Friday, October 18, 2019
Is Adult Deformity Surgery Cost-Effective?
Adult deformity surgery improves patient reported outcomes in properly selected patients. However, these major surgeries are very expensive and have high complication and revision rates. Cost-effectiveness analysis (CEA) attempts to quantify the cost of an intervention relative to its utility to the patient (measured over time in terms of quality adjusted life years, or QALYs). In formal CEA, the incremental cost-effectiveness ratio (ICER) is used to compare the incremental cost and benefit of a more effective and more expensive treatment to a less effective, less expensive treatment. Generally, an ICER of less than $100,000/QALY is considered cost-effective. In the current study, Dr. Carreon and colleagues used the data from the Adult Symptomatic Lumbar Scoliosis trial to determine the ICER for adult deformity surgery compared to non-operative treatment. This study include 81 patients who were initially randomized to or chose surgery compared to 81 patients who initially were randomized to or chose non-operative treatment. All patients had follow-up through at least 5 years. The data were analyzed on an intent-to-treat basis, and this resulted in the data of 24 patients in the non-operative group who underwent surgery within the first 5 years being attributed to the non-operative group. Over 5 years, they found the surgery group gained an average of 2.44 QALY at a cost of $96,000, compared to 0.75 QALY at a cost of $49,546 for the non-operative group. This yields a very cost-effective ICER of $27,480/QALY for surgery.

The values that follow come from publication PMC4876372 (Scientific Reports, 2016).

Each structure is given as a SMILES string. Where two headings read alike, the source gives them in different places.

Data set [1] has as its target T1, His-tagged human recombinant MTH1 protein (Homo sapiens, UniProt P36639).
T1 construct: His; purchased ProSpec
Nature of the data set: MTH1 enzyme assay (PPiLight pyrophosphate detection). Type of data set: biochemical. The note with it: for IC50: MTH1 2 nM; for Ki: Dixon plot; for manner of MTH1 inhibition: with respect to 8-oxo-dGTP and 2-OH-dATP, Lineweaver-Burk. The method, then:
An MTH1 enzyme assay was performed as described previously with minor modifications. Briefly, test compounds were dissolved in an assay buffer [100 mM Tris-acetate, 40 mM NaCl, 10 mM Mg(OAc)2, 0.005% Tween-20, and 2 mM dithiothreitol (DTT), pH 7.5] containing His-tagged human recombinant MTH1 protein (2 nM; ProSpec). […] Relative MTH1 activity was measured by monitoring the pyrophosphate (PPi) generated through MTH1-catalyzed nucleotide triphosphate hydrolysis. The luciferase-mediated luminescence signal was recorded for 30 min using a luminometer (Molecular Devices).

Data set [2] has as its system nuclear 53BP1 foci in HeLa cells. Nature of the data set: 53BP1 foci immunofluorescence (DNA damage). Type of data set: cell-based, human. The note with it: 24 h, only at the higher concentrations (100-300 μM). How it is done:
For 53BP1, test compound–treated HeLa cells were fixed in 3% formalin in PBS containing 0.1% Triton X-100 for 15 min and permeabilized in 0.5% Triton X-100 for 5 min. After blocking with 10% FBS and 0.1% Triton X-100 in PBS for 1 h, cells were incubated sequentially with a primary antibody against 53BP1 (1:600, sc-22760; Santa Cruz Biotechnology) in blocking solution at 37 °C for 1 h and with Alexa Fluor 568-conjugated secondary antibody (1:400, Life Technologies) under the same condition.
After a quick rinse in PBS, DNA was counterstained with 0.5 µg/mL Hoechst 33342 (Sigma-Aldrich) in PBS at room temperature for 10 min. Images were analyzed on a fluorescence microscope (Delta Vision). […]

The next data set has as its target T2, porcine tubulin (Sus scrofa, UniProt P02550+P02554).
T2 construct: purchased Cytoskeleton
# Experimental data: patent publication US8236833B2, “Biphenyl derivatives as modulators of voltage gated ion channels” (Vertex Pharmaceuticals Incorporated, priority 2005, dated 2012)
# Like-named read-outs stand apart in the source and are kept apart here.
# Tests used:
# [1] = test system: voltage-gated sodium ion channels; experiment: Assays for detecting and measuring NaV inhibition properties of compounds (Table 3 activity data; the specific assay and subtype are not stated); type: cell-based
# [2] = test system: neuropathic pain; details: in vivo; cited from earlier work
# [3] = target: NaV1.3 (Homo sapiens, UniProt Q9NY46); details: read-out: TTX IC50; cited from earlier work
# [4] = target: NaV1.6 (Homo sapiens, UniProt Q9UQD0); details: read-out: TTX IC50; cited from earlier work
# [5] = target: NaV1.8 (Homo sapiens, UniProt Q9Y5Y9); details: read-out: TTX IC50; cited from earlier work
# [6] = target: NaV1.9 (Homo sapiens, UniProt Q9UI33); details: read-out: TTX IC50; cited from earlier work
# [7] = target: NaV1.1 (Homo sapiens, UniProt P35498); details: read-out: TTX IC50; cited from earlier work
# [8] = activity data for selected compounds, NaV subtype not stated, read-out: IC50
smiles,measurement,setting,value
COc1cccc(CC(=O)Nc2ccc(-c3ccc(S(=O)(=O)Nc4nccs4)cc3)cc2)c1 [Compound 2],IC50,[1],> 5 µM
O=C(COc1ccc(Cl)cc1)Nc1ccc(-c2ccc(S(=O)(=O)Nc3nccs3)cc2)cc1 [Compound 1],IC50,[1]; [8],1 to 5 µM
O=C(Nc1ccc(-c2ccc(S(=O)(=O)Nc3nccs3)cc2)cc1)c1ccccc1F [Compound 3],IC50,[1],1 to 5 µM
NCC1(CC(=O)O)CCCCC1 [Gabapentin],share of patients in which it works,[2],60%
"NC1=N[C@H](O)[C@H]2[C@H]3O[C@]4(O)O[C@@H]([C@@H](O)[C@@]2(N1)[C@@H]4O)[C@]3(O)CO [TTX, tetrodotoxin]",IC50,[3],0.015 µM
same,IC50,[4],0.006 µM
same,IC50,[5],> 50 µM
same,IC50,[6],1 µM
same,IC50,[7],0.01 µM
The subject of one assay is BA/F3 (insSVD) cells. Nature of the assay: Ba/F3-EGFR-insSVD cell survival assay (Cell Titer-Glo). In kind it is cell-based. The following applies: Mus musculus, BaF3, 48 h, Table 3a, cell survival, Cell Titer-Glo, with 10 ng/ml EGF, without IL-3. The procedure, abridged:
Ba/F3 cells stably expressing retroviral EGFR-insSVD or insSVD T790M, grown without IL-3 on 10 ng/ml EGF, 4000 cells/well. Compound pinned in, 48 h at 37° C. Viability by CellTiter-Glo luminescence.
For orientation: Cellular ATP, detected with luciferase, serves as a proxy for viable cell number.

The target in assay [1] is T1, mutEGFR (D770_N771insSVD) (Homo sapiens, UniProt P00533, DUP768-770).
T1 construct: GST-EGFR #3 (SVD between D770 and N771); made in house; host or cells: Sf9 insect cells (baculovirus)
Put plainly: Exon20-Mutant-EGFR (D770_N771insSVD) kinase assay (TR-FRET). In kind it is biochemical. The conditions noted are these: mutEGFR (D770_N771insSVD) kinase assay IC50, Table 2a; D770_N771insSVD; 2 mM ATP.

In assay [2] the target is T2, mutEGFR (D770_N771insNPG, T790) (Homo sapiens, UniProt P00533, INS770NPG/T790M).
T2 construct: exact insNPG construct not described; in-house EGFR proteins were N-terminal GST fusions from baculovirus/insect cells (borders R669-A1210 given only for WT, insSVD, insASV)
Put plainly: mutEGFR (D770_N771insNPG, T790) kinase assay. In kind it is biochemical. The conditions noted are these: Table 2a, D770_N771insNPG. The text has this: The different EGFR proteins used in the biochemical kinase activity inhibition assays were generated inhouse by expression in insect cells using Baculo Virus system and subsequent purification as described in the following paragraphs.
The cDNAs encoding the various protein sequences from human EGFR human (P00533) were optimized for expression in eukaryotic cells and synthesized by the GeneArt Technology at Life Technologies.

This is the first well-done, formal CEA comparing surgery to non-operative treatment for adult spinal deformity. Other prior studies have included only surgery data or estimated non-operative outcomes. The current study has limitations typical for observational data including some baseline measured and likely unmeasured differences between the two groups. The authors had to decide to analyze the data on an intent-to-treat or on an as-treated basis, both of which have limitations. The chose intent-to-treat, despite the fact that nearly one third of the patients classified as non-operative had surgery. This resulted in the non-operative group having greater QALY gains and costs compared to the patients who truly remained non-operative throughout the course of the trial. It would have been helpful if the authors had performed an as-treated analysis to compare the results to the intention-to-treat analysis, though a brief inspection of their five-year decision tree suggests that the results would have probably not changed much. This paper strongly supports the cost-effectiveness of adult deformity surgery for well-selected patients. The current challenge for the spine surgeon is determining which patients are appropriate for surgery and which are at too great a risk for a bad complication. Models have been developed to help with this prediction, though they have not been validated to a point where they are useful clinically. While CEA is somewhat abstract in the United States healthcare system in which care is not officially rationed, this paper should be helpful to justify the use of adult deformity surgery in government-run healthcare systems in other countries and to insurance companies in the US.
Please read Dr. Carreon's article on this topic in the November 1 issue. Does this change how you see the value of adult deformity surgery? Let us know by leaving a comment on The Spine Blog.
Adam Pearson, MD, MS
Associate Web Editor